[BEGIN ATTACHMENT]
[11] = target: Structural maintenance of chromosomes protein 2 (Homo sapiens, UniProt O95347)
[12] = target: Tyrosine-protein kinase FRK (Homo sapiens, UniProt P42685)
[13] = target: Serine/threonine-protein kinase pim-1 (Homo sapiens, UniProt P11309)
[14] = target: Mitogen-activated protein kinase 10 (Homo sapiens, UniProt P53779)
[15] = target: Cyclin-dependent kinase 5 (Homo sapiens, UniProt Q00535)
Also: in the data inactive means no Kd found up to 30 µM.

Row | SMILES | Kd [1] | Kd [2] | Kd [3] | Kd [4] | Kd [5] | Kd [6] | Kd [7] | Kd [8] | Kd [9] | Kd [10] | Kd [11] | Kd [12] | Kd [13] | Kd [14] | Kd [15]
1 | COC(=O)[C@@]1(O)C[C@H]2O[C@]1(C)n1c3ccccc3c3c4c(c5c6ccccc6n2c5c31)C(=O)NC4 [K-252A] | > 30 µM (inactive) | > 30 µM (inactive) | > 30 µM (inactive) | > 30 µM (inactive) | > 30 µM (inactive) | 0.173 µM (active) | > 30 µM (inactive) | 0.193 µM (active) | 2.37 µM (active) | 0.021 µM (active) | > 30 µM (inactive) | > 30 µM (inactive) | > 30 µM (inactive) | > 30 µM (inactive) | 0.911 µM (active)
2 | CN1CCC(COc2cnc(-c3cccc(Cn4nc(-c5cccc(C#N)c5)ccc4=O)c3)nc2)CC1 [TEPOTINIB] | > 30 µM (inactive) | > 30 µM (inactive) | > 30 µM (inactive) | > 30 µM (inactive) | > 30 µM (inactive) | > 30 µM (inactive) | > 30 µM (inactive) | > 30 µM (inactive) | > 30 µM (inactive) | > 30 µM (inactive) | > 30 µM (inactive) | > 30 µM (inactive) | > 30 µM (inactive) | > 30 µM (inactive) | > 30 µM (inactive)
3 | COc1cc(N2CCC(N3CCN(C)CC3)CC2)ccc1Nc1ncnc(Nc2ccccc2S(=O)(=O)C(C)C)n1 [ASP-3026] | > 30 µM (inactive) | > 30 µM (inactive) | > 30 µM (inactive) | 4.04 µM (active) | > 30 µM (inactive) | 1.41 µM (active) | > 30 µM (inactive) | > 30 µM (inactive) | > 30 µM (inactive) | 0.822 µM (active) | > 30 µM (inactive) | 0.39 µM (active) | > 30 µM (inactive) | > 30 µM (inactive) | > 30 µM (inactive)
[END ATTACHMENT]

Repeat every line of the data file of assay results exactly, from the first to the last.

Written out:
[11] = target: Structural maintenance of chromosomes protein 2 (Homo sapiens, UniProt O95347)
[12] = target: Tyrosine-protein kinase FRK (Homo sapiens, UniProt P42685)
[13] = target: Serine/threonine-protein kinase pim-1 (Homo sapiens, UniProt P11309)
[14] = target: Mitogen-activated protein kinase 10 (Homo sapiens, UniProt P53779)
[15] = target: Cyclin-dependent kinase 5 (Homo sapiens, UniProt Q00535)
Also: in the data inactive means no Kd found up to 30 µM.

Row | SMILES | Kd [1] | Kd [2] | Kd [3] | Kd [4] | Kd [5] | Kd [6] | Kd [7] | Kd [8] | Kd [9] | Kd [10] | Kd [11] | Kd [12] | Kd [13] | Kd [14] | Kd [15]
1 | COC(=O)[C@@]1(O)C[C@H]2O[C@]1(C)n1c3ccccc3c3c4c(c5c6ccccc6n2c5c31)C(=O)NC4 [K-252A] | > 30 µM (inactive) | > 30 µM (inactive) | > 30 µM (inactive) | > 30 µM (inactive) | > 30 µM (inactive) | 0.173 µM (active) | > 30 µM (inactive) | 0.193 µM (active) | 2.37 µM (active) | 0.021 µM (active) | > 30 µM (inactive) | > 30 µM (inactive) | > 30 µM (inactive) | > 30 µM (inactive) | 0.911 µM (active)
2 | CN1CCC(COc2cnc(-c3cccc(Cn4nc(-c5cccc(C#N)c5)ccc4=O)c3)nc2)CC1 [TEPOTINIB] | > 30 µM (inactive) | > 30 µM (inactive) | > 30 µM (inactive) | > 30 µM (inactive) | > 30 µM (inactive) | > 30 µM (inactive) | > 30 µM (inactive) | > 30 µM (inactive) | > 30 µM (inactive) | > 30 µM (inactive) | > 30 µM (inactive) | > 30 µM (inactive) | > 30 µM (inactive) | > 30 µM (inactive) | > 30 µM (inactive)
3 | COc1cc(N2CCC(N3CCN(C)CC3)CC2)ccc1Nc1ncnc(Nc2ccccc2S(=O)(=O)C(C)C)n1 [ASP-3026] | > 30 µM (inactive) | > 30 µM (inactive) | > 30 µM (inactive) | 4.04 µM (active) | > 30 µM (inactive) | 1.41 µM (active) | > 30 µM (inactive) | > 30 µM (inactive) | > 30 µM (inactive) | 0.822 µM (active) | > 30 µM (inactive) | 0.39 µM (active) | > 30 µM (inactive) | > 30 µM (inactive) | > 30 µM (inactive)